|The award will cover the tuition fees at the UK rate £4,712, plus a tax-free stipend of £18,622 per annum for 3.5 years of full-time study.
|4th December 2023
|5th January 2024
Qualification: Doctor of Philosophy in Engineering (PhD)
Start date: 1st April 2024
Funding for: 3.5 years
Supervisor: Dr Emmanouil Kakouris & Dr Lukasz Figiel
Early detection of damage in materials is crucial, as cracks reduce local stiffness, can affect structural integrity, and accelerate the ageing process of physical assets. This project will help predict damage degradation in materials and enable mitigation measures to prevent potential failure of structural components, which are critical for ensuring safety and achieving societal objectives.
The aim of the project is to exploit the recent advances in machine learning (ML) and multiscale modelling for simulating damage in materials. With the increasing complexity of emergent materials, predictive structural damage models require mechanistic understanding across different material scales, i.e. multiscale modelling. This research will focus on modelling the link between the micro-material properties of engineering materials and their macroscale mechanical behaviour while retaining adequate precision and accuracy. ML tools will be utilised to pre-process massive amounts of data, integrate and analyse it from different input modalities and different levels of fidelity, identify correlations, and infer the non-linear response of the overall system. The project will focus on developing both deterministic and probabilistic frameworks to predict the response of structural components undergoing damage in real time. The probabilistic model will capture the uncertainties present in the data as well as in the ML-driven physics-based model.
We are looking for candidates to work at the confluence of structural mechanics, uncertainty quantification, and ML, towards addressing the safety and resilience challenges of an ageing, growing, and changing critical infrastructure.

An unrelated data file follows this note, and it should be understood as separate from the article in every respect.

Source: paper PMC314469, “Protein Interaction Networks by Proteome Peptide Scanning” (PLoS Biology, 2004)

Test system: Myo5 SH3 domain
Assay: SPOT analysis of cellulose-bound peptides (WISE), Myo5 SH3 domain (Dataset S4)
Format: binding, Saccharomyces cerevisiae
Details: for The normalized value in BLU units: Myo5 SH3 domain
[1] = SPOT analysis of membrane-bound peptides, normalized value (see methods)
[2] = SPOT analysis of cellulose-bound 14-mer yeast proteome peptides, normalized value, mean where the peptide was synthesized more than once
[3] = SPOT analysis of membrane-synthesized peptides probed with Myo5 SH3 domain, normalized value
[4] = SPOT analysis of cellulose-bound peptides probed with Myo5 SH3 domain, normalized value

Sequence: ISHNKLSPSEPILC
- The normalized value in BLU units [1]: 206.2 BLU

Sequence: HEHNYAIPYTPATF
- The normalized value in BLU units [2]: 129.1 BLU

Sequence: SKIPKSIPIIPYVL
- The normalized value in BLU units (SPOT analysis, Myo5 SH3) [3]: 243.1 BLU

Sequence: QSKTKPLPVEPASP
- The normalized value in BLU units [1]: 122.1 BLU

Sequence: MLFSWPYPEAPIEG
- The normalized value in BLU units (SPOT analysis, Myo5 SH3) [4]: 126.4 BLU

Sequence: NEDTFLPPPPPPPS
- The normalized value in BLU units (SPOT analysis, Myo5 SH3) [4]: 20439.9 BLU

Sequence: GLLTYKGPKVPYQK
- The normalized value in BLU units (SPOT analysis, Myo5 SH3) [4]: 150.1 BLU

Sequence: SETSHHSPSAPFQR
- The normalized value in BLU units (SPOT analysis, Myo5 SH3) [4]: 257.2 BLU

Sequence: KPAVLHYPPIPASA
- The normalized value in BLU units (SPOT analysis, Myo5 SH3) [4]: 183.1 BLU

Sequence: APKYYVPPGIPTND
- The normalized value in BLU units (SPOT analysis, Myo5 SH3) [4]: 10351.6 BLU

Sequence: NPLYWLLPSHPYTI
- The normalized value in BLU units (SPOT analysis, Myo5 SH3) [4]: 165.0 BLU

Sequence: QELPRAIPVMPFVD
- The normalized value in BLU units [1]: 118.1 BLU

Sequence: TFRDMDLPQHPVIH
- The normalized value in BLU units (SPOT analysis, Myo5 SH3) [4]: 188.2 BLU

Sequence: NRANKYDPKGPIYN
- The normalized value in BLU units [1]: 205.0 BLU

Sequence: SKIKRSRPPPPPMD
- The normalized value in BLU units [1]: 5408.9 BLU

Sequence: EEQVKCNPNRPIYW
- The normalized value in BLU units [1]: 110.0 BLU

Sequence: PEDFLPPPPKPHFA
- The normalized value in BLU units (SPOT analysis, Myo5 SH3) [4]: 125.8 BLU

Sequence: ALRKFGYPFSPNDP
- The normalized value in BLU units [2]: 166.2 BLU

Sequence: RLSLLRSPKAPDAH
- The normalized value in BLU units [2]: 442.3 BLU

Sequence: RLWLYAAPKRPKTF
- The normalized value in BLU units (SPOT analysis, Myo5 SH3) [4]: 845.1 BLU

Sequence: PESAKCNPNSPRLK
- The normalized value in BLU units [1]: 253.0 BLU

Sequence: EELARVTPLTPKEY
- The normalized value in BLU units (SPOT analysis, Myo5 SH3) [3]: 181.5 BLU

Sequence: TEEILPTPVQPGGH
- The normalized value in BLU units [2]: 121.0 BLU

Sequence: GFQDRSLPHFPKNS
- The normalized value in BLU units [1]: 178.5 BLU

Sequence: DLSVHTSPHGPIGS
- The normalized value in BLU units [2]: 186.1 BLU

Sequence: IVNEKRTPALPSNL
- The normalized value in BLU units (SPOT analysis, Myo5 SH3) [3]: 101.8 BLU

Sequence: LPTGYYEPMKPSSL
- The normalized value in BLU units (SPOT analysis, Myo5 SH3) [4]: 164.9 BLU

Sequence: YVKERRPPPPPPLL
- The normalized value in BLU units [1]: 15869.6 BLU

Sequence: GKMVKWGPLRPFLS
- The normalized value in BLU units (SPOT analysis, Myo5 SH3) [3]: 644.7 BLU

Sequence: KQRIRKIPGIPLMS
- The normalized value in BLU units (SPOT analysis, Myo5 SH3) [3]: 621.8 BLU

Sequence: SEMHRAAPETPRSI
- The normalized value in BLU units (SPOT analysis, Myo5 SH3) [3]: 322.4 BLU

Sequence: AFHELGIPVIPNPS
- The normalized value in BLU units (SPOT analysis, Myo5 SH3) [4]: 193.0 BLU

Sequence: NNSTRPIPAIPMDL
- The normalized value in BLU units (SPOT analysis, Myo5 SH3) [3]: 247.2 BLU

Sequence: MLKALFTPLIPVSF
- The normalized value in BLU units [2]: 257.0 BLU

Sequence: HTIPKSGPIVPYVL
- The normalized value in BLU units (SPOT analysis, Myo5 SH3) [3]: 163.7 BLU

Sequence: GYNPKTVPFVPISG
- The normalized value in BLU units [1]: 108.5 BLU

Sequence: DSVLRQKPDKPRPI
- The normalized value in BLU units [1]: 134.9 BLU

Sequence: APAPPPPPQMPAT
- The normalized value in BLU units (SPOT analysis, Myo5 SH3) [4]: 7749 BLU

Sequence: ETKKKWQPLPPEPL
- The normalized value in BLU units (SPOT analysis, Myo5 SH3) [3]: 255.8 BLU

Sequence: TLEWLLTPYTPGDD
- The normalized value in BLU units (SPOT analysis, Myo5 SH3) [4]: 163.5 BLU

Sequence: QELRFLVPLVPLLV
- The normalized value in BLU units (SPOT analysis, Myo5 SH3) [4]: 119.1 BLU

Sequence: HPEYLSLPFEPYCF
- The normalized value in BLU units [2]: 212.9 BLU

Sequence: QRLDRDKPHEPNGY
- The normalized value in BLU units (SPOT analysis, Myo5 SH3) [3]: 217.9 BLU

The successful candidate should have an interest in and/or an excellent understanding of computational materials modelling, simulations, probabilistic machine learning, and mathematics for solving partial differential equations, linear algebra, geometric analysis and numerical integration. The candidate will have good programming skills e.g. Python, MATLAB, C++, FORTRAN, an ability to work in a project team and take responsibility for their own research goals.
PhD studentship fully funded to commence in October 2023 or as soon as possible thereafter. The successful candidate would be based in the School of Engineering at the University of Warwick.
The award will cover the tuition fees at the UK rate £4,712, plus a tax-free stipend of £18,622 per annum for 3.5 years of full-time study. International candidates are welcome to apply but would be required to meet the fee difference.
UK candidates with a first-class or 2.1 honours degree at BSc or MSc in engineering disciplines, applied mathematics, physical science or computational science and a strong interest in computational materials modelling, simulations, applied mathematics, probabilistic machine learning & Bayesian statistics, and data science. International students are welcome to apply but must meet the fee difference themselves.
How to apply:
Candidates should submit a formal application, details of how to do so can be found via the 'Apply' button above.
Application form 'Course search':
Department: School of Engineering
Academic Year: 2024/25
Type of Course: Postgraduate Research
In the application form funding section, enter: Source: EK-Early Detection Machine Learning
If you wish to discuss any details of the project informally, please contact Dr Emmanouil Kakouris at Emmanouil.Kakouris@warwick.ac.uk.
The University of Warwick provides an inclusive working and learning environment, recognising and respecting every individual’s differences. We welcome applications from individuals who identify with any of the protected characteristics defined by the Equality Act 2010.
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